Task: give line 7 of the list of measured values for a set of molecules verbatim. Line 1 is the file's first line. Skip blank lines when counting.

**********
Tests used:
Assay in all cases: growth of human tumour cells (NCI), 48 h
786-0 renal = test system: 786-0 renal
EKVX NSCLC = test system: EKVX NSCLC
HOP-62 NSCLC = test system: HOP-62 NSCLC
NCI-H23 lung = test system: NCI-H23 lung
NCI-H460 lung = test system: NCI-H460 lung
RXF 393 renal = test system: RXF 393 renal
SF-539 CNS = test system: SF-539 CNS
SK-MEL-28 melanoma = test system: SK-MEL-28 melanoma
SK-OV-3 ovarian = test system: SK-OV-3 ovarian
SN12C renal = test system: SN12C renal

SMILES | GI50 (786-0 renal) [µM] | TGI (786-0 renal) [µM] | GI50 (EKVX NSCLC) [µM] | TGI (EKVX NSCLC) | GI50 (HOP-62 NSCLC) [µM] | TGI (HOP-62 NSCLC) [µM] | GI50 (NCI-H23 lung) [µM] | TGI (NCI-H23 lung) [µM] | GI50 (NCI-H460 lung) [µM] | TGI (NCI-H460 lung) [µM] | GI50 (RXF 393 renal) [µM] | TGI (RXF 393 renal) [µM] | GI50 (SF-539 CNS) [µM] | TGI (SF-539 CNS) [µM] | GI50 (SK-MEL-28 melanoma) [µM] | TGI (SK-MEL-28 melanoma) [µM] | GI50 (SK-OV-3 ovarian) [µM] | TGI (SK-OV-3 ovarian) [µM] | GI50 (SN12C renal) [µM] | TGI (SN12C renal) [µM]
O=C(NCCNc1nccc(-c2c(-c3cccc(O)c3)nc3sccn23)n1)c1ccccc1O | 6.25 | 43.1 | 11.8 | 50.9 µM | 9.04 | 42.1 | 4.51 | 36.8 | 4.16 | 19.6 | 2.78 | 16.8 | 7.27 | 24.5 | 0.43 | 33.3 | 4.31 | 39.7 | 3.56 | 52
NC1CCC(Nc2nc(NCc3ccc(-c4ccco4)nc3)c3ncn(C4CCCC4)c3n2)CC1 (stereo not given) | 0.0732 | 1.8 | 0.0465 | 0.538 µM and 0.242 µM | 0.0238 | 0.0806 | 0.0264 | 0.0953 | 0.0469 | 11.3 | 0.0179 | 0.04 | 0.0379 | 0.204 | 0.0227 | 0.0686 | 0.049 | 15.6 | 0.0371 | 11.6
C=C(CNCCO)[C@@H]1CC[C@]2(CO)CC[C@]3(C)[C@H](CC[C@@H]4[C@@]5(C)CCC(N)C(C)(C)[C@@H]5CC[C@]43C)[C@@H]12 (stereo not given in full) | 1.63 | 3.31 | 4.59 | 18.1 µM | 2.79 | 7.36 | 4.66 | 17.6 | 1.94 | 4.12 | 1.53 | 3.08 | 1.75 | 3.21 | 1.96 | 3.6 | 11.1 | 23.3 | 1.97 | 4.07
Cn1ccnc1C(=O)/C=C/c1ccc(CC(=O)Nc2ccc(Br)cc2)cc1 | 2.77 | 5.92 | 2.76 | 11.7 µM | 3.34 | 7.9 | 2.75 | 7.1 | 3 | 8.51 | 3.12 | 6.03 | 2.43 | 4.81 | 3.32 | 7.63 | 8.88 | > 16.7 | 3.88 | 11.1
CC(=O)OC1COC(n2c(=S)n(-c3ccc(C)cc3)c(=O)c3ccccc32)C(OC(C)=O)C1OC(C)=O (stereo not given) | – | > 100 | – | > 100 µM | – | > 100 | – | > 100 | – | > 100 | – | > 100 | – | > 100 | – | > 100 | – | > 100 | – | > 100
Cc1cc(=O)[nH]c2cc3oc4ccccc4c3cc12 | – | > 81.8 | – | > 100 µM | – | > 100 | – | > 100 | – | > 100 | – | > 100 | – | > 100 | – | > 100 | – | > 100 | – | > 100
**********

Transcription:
NCI-H460 lung = test system: NCI-H460 lung